A culture of punishment, combined with race- and class-based animus, has led the United States to rely on incarceration more heavily than any other country in the world.
Far too many prisoners are held in conditions that threaten their health, safety, and human dignity on a daily basis. The ACLU of Indiana has long fought in the courts for the protection of prisoner’s rights; monumentally through our representation of the Indiana Protection and Advocacy Services Commission (IPAS) to defend the rights of mentally ill prisoners who were placed in isolation instead of being given the medical treatment that they needed. Mentally ill prisoners placed in isolation and deprived of adequate medical treatment experience hallucinations, depression and other symptoms.
This case fundamentally transformed the way seriously mentally ill prisoners are treated in state correctional facilities. The changes affected hundreds, if not thousands, of prisoners in Indiana who now receive better access to mental health care and who are no longer held without treatment in solitary confinement. Judge Tanya Walton Pratt said it well in the court's’ decision regarding IPAS: "A prison that deprives prisoners of adequate medical care is incompatible with the concept of human dignity."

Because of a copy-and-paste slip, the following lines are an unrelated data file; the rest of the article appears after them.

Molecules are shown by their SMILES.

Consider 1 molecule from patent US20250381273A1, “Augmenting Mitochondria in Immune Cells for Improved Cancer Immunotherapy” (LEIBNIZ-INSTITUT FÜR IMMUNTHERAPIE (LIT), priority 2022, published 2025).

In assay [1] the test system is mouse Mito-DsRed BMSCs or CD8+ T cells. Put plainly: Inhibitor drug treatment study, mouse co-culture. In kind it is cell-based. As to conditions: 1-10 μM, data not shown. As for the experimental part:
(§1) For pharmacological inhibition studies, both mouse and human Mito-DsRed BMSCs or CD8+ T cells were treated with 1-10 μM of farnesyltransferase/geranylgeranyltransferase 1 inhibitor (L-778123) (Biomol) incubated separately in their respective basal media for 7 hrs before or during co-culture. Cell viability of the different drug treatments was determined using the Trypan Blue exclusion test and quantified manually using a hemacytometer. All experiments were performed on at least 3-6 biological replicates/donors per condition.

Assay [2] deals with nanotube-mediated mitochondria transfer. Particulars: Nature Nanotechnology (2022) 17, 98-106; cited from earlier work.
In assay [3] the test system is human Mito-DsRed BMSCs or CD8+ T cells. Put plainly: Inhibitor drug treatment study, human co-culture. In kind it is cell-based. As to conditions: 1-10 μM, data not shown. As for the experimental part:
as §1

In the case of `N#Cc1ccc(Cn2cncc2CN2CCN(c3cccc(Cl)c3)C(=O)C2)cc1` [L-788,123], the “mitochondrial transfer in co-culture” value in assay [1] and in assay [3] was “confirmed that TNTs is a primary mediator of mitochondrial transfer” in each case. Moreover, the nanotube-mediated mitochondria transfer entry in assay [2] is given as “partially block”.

The ACLU of Indiana also regularly protects the religious freedom and free speech of those who are incarcerated, recently through a case that advocates for prisoners to have access to kosher food.